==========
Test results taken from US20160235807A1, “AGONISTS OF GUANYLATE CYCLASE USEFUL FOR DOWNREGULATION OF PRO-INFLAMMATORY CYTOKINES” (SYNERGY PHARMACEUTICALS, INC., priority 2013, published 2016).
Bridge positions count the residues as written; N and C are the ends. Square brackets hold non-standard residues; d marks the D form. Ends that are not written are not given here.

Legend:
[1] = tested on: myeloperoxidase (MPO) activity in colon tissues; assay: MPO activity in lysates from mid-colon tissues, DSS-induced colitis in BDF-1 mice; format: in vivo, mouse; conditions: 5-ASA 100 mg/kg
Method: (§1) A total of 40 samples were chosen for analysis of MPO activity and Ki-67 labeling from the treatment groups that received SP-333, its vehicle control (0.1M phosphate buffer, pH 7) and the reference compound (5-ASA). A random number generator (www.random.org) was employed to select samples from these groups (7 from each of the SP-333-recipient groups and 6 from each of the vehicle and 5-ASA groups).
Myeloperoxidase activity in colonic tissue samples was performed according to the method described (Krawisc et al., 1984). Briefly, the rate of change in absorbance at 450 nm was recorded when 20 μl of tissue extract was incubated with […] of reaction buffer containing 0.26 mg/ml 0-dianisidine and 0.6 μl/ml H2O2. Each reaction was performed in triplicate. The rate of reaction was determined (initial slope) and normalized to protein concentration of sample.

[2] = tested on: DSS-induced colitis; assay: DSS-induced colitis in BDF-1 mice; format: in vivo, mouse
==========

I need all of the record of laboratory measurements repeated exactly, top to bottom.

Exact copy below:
Test results taken from US20160235807A1, “AGONISTS OF GUANYLATE CYCLASE USEFUL FOR DOWNREGULATION OF PRO-INFLAMMATORY CYTOKINES” (SYNERGY PHARMACEUTICALS, INC., priority 2013, published 2016).
Bridge positions count the residues as written; N and C are the ends. Square brackets hold non-standard residues; d marks the D form. Ends that are not written are not given here.

Legend:
[1] = tested on: myeloperoxidase (MPO) activity in colon tissues; assay: MPO activity in lysates from mid-colon tissues, DSS-induced colitis in BDF-1 mice; format: in vivo, mouse; conditions: 5-ASA 100 mg/kg
Method: (§1) A total of 40 samples were chosen for analysis of MPO activity and Ki-67 labeling from the treatment groups that received SP-333, its vehicle control (0.1M phosphate buffer, pH 7) and the reference compound (5-ASA). A random number generator (www.random.org) was employed to select samples from these groups (7 from each of the SP-333-recipient groups and 6 from each of the vehicle and 5-ASA groups).
Myeloperoxidase activity in colonic tissue samples was performed according to the method described (Krawisc et al., 1984). Briefly, the rate of change in absorbance at 450 nm was recorded when 20 μl of tissue extract was incubated with […] of reaction buffer containing 0.26 mg/ml 0-dianisidine and 0.6 μl/ml H2O2. Each reaction was performed in triplicate. The rate of reaction was determined (initial slope) and normalized to protein concentration of sample.

[2] = tested on: DSS-induced colitis; assay: DSS-induced colitis in BDF-1 mice; format: in vivo, mouse